Some people do it in the shower. Some do it behind closed doors. Others prefer to do it alone while still others do it with multiple partners. Whether we like to admit it or not, our bodies simply cannot resist the urge to dance.
On Saturday, Shall We Dance studios in Scarborough showcased their professional dance programs to community members at their seventh anniversary celebration. Dancers, both professional and recreational, showed visitors just how fun and challenging dancing can be with their synchronized moves.
Having been in the business for seven years shows the community’s strong interest in dance, Egor Belashov, manager of the studio, said.
“Most studios only last a year or two so that means we’re doing something right,” Belashov said.
“My philosophy is everyone can dance. Some better, some worse,” he said.
“It’s a very good social activity. It makes a difference in people’s lives.”
After dancing at a young age in Russia where he owned his own studio, Belashov moved to Canada and within weeks, he began teaching at Shall We Dance studios.
Years later, he and the owner of the studio, Maria Golovanevski, became dance partners. In 2008, the two became Canadian National Champions in American ballroom dancing.
Belashov has seen the effect dance has on many of the studio’s members.
“When people come in with bad life situations like after divorces or after their beloved kids left for college, their lives are empty and we put them back on track,” he said.
“They get new friends, they enjoy dancing and it becomes their long-term hobby. So, it’s a life-changing experience for them. They find something they don’t have in their everyday [lives].”
Located at Victoria Park and McNicoll Ave, the studio welcomes members from all over the GTA to learn various forms of dance. Golovanevski believes Scarborough’s diversity contributes significantly to the studio’s success.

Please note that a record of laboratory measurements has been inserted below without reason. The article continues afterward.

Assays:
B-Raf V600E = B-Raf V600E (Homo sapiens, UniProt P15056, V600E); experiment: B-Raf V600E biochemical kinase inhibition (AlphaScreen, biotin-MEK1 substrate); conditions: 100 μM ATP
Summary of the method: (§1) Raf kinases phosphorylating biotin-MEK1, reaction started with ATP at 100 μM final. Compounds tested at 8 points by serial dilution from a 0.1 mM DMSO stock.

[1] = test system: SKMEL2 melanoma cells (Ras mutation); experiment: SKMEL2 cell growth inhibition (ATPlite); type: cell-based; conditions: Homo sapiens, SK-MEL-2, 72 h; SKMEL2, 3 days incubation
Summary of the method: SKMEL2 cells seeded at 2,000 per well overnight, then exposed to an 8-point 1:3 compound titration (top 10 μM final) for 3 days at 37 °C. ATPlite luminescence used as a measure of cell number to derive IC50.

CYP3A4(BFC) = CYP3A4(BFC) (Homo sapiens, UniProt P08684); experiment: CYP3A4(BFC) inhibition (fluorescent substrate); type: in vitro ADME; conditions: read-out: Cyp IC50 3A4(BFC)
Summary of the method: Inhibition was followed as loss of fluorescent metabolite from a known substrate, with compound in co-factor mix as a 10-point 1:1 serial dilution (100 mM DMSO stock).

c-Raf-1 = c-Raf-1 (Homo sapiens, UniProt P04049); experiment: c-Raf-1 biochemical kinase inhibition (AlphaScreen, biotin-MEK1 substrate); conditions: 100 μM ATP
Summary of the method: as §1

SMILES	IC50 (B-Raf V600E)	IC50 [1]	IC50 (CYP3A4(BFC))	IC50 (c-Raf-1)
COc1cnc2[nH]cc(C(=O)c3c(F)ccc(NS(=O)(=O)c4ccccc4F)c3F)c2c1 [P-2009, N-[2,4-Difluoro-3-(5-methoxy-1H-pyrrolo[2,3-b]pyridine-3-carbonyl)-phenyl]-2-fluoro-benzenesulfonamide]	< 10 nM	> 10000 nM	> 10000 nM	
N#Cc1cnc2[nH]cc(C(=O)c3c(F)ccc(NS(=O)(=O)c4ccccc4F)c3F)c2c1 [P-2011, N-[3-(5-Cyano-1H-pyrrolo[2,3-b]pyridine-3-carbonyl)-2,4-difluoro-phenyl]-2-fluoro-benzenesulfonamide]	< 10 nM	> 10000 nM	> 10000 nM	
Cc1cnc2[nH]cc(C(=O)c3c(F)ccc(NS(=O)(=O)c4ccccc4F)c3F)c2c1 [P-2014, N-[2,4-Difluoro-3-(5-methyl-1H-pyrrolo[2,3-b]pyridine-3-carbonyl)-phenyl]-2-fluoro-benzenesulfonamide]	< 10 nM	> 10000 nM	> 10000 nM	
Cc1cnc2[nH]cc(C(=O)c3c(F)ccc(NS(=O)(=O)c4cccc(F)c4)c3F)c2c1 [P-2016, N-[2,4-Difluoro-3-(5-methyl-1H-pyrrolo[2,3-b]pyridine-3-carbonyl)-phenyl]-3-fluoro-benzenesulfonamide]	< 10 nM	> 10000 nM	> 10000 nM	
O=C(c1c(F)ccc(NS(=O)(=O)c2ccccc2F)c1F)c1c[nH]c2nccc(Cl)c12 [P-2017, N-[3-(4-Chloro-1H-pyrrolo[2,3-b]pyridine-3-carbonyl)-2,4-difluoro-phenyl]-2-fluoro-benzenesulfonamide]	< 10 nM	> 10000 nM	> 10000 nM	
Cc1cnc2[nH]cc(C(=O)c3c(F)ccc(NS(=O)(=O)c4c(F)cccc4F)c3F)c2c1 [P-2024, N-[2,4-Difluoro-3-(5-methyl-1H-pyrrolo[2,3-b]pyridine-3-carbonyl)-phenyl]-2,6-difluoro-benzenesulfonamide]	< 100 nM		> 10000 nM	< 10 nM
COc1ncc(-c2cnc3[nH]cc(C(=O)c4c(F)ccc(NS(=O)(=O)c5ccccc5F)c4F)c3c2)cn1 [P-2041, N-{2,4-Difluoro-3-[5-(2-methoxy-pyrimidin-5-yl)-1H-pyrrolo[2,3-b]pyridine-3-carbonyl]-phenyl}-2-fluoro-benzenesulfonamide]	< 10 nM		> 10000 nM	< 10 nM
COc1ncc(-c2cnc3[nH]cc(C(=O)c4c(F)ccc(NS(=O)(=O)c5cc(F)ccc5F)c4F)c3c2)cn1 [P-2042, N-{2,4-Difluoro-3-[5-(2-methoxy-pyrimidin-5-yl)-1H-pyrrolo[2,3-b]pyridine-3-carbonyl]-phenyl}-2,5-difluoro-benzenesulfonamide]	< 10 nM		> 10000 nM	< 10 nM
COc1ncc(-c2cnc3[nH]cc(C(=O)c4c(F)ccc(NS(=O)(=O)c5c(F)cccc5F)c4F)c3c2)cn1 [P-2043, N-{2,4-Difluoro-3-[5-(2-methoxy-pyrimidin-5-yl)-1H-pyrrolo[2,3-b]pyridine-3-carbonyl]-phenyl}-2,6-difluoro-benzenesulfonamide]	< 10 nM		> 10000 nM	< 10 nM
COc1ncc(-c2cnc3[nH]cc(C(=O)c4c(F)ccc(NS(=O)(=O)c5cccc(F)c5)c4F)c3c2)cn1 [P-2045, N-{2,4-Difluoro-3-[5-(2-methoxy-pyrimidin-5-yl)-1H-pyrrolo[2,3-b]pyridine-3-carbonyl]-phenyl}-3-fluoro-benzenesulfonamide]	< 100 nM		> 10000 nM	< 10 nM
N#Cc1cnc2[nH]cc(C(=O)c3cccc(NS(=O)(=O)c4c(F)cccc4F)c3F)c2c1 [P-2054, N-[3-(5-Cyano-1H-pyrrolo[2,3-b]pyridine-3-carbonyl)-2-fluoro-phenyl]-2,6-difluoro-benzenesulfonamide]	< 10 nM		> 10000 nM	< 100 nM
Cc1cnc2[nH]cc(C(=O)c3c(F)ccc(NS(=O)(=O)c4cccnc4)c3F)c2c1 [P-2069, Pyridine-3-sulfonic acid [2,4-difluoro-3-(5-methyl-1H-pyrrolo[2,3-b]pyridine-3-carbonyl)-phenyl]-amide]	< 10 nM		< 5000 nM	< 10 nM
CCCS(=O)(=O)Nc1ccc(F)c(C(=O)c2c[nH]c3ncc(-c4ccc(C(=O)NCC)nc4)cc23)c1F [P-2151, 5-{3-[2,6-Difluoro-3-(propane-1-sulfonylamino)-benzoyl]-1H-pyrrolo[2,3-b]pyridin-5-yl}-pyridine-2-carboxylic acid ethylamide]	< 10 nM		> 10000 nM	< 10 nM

“[You see Scarborough’s diversity] 100 per cent. We have quite a good mix here. We’re at the border of North York, Markham and Scarborough. We have clients in Richmond hill, Markham, downtown Toronto and even Ajax,” she said.
Natasha and Slava Fedorov began dancing together after the birth of their second child. Although they had each danced on and off for 10 years, the couple was looking for more of a serious and competitive dance. Now, Natasha, an account executive and Slava, a sales manager, specialize and compete in international ballroom and Latin dance in their spare time.
“I think it’s spiritually a very nurturing thing,” Natasha said.
“It’s great to try to do something beautiful and to strive for perfection. And at the same time, it’s very healthy. It’s a lot of working out.”
Each week the couple practices between six to eight hours and notes that it takes nearly 2,000 attempts before nailing a move down pat. Despite Slava’s extensive competitive athletic past in both martial arts and volleyball, he believes dancing is the most challenging of them all.
“I didn’t have to practice eight hours a week in volleyball to become a really good player,” he said.
“It’s really eye-opening when you try it first and it takes lots of hard work to actually get somewhere but it’s enormously rewarding.”
Like Slava, Golovanevski says dancing offers more than just physical fitness.
“I believe it’s self development, no one thinks about that,” she said.
“…It’s a learning curve. It’s good for your body, your brain and your memory. It’s constant self development through dancing.”
Each week, Shall We Dance offers adults of all talent levels to learn various styles of dance, including international ballroom and Latin, Argentinean tango, salsa, meringue, waltz and cha-cha.